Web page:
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I don’t know if it’s actually hit me, yet, but I ran my first marathon!
There’s something magical about being surrounded by 12,000 of your best friends, doing something you all enjoy doing, for several hours.
For my 2015 goals, running a marathon was not originally part of them. In February, I registered for the Twin Cities Medtronic Marathon as a charity runner for Children’s Hospitals and Clinics of Minnesota, their inaugural year of having a charity endurance team. (Original post here)
I had some troubles mentally training (post here), as well as some ‘fun’ physical discovers along the way (multiple posts here, here, here, and more), so when I woke up race day and prepared for what was about to go down, I made sure I was in the moment and just absorbed the amazingness I was surrounded by.
I was fortunate to have a race crew, comprised of my running buddy, her husband (also my friend), and her mom. These three are always cheering me on, and they were amazing as usual. What I asked of my race crew was to be at 4 spots along the course to hand me new bottles of electrolytes or a baggy of sandwiches bites, or just take stuff from me. They all had signs, which I wish I had taken photos of, and I just seemed every time I saw them. Knowing I would see their faces at least once an hour truly kept me going, it was really tempting to just stop and tell them of everything I witnessed the previous hour!
October 4, 2015 is a day I will likely not forget. The temperature forecasted for start line was 30-ish degrees cooler than when I would be crossing the finish line. I layered my sweats over my race outfit, which consisted of a Brooks Equilibrium Long Sleeve under my Children’s Team Singlet, Nike DriFit Shorts (similar to these), procompression.com golf running socks, headsweats.com custom visor for millcityrunning.com (similar one here), and Nike LunarGlide 5’s (the updated 7’s are also awesome found here).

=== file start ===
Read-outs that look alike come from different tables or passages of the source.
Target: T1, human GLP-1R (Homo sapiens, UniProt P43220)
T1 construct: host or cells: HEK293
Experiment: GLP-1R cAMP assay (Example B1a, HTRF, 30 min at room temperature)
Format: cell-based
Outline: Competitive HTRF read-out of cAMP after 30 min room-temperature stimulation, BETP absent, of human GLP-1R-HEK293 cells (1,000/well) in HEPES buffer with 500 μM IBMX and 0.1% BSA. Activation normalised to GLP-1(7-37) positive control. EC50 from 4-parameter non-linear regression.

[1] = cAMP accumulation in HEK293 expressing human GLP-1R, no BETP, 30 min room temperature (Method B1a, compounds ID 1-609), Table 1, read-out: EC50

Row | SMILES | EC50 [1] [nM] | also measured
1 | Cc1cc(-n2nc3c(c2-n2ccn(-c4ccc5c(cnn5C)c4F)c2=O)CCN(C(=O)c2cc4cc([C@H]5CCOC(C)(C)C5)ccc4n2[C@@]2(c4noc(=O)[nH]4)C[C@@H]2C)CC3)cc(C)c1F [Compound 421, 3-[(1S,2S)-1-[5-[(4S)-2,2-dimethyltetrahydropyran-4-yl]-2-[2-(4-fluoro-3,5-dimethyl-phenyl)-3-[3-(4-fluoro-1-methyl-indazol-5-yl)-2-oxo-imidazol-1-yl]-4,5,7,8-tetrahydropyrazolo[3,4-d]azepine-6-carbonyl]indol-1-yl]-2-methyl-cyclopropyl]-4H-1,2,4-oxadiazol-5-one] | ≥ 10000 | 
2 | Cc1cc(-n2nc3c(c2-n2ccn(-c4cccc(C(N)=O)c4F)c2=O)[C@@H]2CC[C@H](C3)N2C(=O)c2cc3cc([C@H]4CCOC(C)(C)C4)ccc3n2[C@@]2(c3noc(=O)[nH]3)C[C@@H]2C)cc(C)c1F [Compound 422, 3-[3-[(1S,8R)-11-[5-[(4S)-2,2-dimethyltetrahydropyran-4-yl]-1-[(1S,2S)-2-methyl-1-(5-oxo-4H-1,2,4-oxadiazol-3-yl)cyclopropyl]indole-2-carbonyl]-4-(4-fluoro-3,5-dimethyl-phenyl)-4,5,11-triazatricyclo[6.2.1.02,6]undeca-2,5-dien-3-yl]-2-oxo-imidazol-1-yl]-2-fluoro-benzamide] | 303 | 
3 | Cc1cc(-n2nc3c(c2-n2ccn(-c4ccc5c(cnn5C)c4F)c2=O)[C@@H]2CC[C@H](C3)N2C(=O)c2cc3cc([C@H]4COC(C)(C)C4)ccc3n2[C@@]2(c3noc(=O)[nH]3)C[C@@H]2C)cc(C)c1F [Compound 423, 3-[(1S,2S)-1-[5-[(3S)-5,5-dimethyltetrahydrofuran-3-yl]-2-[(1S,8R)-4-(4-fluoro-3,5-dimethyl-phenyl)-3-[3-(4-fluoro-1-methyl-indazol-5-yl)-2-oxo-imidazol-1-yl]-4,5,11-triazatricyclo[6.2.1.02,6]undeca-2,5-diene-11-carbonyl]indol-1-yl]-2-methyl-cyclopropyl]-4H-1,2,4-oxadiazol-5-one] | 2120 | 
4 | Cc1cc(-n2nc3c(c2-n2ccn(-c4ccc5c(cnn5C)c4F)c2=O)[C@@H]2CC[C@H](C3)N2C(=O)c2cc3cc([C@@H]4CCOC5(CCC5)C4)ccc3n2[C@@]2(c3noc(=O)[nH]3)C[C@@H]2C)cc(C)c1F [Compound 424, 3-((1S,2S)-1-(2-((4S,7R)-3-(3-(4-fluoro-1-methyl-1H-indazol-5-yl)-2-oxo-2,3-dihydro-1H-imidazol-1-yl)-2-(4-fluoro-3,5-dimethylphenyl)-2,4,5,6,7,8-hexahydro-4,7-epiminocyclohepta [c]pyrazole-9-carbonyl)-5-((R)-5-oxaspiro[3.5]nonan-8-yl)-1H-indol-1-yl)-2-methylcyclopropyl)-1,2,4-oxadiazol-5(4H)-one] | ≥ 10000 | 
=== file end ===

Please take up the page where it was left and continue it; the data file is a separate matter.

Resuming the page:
I have JayBird Bluejay wireless headphones, and wore a Halo headband in the morning, and swapped it out with the HeadSweats visor after the half-marathon mark to keep my head dry-ish, and keep the sun away from my eyes. I wore Smith sunglasses that I’ve had for 5+ years, and LOVE them so much I own two of the exact pair. They don’t make that style anymore, but here’s a similar pair.
I bag dropped my sweat pants along with my post-race necesetices, but kept my fleece lined sweatshirt on. I knew I’d see my friends around mile 5 and could handle having it wrapped around my waist after I took it off at mile 2, and when you are standing in downtown Minneapolis on a cold fall morning the wind is WHIPPING and you need your skin covered.
I was not running alone, but I was not running with someone. I crossed the start line with my boyfriend, and then he was off. Since he’s 1 minute/mile faster than me, we agreed earlier in training that we run our paces and just meet at the end. So, that’s what we did.
There were spectators lined up at the start, and there would be some along the entire route. Former Supreme Court judge and Minnesota Viking Allen Page played his sousaphone near mile 3, which he does every year as his home is just around the corner. He is a marathoner, as well. (more info on him here) I had heard about this, but without knowing exactly where he would be I randomly ran on the right side of the road (a descending hill, btw), saw him, and gave him a high five!!!! AS he was playing his sousaphone (it’s like a tuba)! SO COOL!!!
There were a lot of people with signs, and you could tell who were dedicated groupie/cheerleaders because you would see them multiple times. It was really exciting to see these strangers over and over, knowing they would have a friendly face to cheer everyone on even though they were specifically there for a certain person/group. Then there were the people who were there for the party, and if you’ve never seen a mimosa bar at a marathon, you need to come to Twin Cities Marathon! From the get-go, you have mimosa bars, kegs, fire pits, and all of the food you can think of. People have coffee mugs, some even have coffee, and most of them are offering all of this to the passing runners even though the block party of their neighbors are who will actually help consume.